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Making sour orange marmalade

When life gives you sour oranges, make marmalade. Actually, sour oranges are also known as Seville oranges and make great marmalade. Canning fruit, making jams and other preserving type stuff is something I know how to do, but never did it much. I am not a big jam eater, but I have all these sour oranges and so there you have it.
It’s pretty easy, pick the 6 or 7 nicest naranjas agridas you have, wash them well. Slice them thinly, seed the slices, and put them in a heavy pot with about a quart of water. The seeds go into another smaller pot with a cup of water.
The small pot goes on the boil, for about 5 minutes, strain the liquid and add it to the big pot, discard the seeds.
Bring the large pot to a boil, let it simmer for 10 minutes. Turn off the pot, cover, go to bed, or whatever you want for about 8 hours or more.
Return the pot to a boil, reduce heat, simmer until the peels get tender.
If you are scientific, measure the liquid and add a cup of sugar for every cup of liquid, if you are me and lazy, dump in sugar until you feel that you have enough. Now cook until it’s thick enough to jell. You may want to watch the pot, sugar water if it over boils makes a bit of a mess.
That’s it.
I use azucar standard

About Theresa Diaz Gray

Born in New York City, I grew up in California, and have lived in 3 countries and 6 states. I'm a first generation Cuban-American who lives in Merida, Yucatan, Mexico. I'm committed to living an abundant and creative life and helping others do so too through DIY!


  1. For the fifth or sixth time in as many years your sour orange marmalade recipe has brought joy and sweetness to our breakfast table. Thanks so much!!


  2. Hi Silvia
    how did your marmalade turn out? my didn’t do so well this year, it was too humid for it to jell well. I did however make some great candied orange peel and ginger.
    I think your idea has merit.

  3. I was soooo excited when your blog came up as the fourth google link since I’m also in Merida on Christmas Day wanting to make some sour orange marmalade! Your recipe is simple and requiring no pectin makes it perfect where such is not easy to find. I’m thinking of mixing in some toronja (grapefruit) since we also have that in the backyard. Have you tried that? You mentioned the Merida English Library. Wouldn’t that be a great venue to meet and share recipes, maybe take turns hosting meals? Thanks for the recipe. Silvia

  4. Hi Jane, I hope you find what you want in Uruguay. We considered it but decided that we were better off in Mexico. Though someone that we met here moved to Montevideo from here. We didn’t get to know her well, so I don’t know how she is doing. Sour orange makes a great marinade for pork or other meats, you can use it instead of vinegar in dressings too. I have been known to juice the oranges and freeze the juice to use in ice tea instead of lemon. My neighbors swear by a tea made from the leaves for intestinal troubles too.

  5. Theresa,
    So glad I found your blog. I live in AZ and finally obtained access to a sour orange tree, knowing they would make wonderful marmalade. I also received 2 bags of lemons, so lemon curd will be in the making also.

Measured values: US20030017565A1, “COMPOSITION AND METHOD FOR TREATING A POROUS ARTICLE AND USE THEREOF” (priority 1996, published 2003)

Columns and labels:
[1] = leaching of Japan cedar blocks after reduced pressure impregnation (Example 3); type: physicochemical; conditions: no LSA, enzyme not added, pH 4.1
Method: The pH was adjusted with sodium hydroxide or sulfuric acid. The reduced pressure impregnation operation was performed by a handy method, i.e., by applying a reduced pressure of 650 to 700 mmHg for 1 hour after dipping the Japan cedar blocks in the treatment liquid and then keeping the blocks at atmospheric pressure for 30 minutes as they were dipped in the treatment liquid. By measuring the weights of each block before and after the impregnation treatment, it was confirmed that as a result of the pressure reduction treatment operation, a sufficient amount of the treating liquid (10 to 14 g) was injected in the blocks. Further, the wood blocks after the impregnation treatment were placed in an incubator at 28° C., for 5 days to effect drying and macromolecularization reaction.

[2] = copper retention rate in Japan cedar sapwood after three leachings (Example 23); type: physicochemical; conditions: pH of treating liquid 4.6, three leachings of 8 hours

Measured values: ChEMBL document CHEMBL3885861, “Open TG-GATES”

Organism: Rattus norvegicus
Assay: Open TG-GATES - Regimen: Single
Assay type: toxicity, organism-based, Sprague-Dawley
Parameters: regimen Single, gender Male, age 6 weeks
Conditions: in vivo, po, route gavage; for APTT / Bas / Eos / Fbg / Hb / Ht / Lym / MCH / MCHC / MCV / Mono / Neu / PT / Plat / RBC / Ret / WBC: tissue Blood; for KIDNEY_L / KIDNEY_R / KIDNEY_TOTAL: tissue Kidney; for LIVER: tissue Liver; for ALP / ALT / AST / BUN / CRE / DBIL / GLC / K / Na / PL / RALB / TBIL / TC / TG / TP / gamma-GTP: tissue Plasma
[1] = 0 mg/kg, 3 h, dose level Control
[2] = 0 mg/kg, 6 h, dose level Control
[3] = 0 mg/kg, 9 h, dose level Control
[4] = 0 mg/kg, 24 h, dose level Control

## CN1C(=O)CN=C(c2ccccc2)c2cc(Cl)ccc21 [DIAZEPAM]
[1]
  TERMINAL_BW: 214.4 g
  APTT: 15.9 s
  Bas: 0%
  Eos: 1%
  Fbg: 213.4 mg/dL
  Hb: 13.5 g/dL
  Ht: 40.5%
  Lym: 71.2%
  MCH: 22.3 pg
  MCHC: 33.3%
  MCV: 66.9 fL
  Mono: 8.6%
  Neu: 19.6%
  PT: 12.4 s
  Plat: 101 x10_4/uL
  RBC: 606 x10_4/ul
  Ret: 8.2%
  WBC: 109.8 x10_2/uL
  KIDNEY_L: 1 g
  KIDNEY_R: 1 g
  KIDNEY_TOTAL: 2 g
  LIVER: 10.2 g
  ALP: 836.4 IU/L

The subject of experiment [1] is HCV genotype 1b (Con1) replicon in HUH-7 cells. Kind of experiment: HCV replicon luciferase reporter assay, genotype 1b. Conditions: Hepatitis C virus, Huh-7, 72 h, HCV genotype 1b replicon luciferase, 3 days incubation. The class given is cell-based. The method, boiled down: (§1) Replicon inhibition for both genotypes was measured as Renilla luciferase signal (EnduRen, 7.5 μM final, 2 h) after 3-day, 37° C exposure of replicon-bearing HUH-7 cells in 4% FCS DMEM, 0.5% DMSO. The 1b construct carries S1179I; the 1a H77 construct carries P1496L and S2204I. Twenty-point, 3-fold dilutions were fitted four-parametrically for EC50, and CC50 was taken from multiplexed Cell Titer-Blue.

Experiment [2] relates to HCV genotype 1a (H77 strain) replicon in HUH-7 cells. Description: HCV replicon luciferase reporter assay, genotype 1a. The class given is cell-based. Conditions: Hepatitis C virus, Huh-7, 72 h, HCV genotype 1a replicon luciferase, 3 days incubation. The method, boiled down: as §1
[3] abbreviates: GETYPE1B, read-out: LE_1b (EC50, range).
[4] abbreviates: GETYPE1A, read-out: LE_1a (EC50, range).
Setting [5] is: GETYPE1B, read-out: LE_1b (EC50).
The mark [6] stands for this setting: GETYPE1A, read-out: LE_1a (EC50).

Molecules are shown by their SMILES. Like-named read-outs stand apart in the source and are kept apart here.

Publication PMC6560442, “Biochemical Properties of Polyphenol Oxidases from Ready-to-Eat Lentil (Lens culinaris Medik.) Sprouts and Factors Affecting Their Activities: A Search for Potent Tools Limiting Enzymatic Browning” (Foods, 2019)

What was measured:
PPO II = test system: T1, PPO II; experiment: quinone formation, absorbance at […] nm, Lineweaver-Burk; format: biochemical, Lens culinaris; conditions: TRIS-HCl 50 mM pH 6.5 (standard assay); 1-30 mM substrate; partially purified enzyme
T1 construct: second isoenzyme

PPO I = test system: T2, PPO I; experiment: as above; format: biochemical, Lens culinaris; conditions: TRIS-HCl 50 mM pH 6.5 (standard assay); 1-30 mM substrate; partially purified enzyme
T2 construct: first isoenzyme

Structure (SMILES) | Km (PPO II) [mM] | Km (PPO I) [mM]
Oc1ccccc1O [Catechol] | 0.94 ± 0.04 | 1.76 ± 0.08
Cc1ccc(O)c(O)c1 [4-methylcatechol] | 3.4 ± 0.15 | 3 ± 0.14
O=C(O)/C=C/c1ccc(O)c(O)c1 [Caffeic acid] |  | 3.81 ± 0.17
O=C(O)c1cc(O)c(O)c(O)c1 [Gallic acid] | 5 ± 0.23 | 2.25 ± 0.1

Besides loving to cook, being in our 50’s, and sharing with others, we may have something else in common soon. We are looking forward to a trip to Uruguay and hopefully we find conditions amenable to our moving there and living as ex-pats so that I can retire. My husband is 70 years old and already retired, but here I would have to work 9 more years before we could afford not having my wages and not having my group health insurance. Wish me luck on finding Uruguay THE place to retire. I am in the process of expanding my limited Spanish also.

  6. Amanda, see if you can find an used copy. In fact an older copy which doesn’t assume that you can buy everything premade is probably better for your situation. I have bought cookbooks for a dollar at the Goodwill before. The internet is a great help too, especially You Tube where you can often find cooking videos that show you exactly how to do things.

  7. Thank you for answering all my questions. Im going to look into the price of that book and see if I can get someone to send it to me. Thanks again

  8. Amanda, I usually just make a big jar of it and keep it in the fridge, I don’t have any canning stuff anymore. My guess is about 6 cups. It’s orange marmalade and the peels stay in it. If you are new to making jams I saw a great video on You Tube about knowing when it’s set etc.
    What kind of jelly? This where that Fanny Farmer’s cookbook would come in handy for you.

  9. Couple of questions, how much does this make so I know I have enough jars for it? Also do the Im assuming the orange peels just stay in the Jam. I hope I can do this we spend a lot of money on jelly and it would be nice if I could make it for cheaper.

  10. It must be marmalade season, here is another blog with a post about sour orange marmalade plus a link to a chili-orange marmalade recipe that sounds interesting.

  11. I did it! I made Sour Orange Marmelade. THANKS for the recipe, and now also for the English Muffin Bread which you know I’ve been wanting!
    See my blog about making the marmelade.


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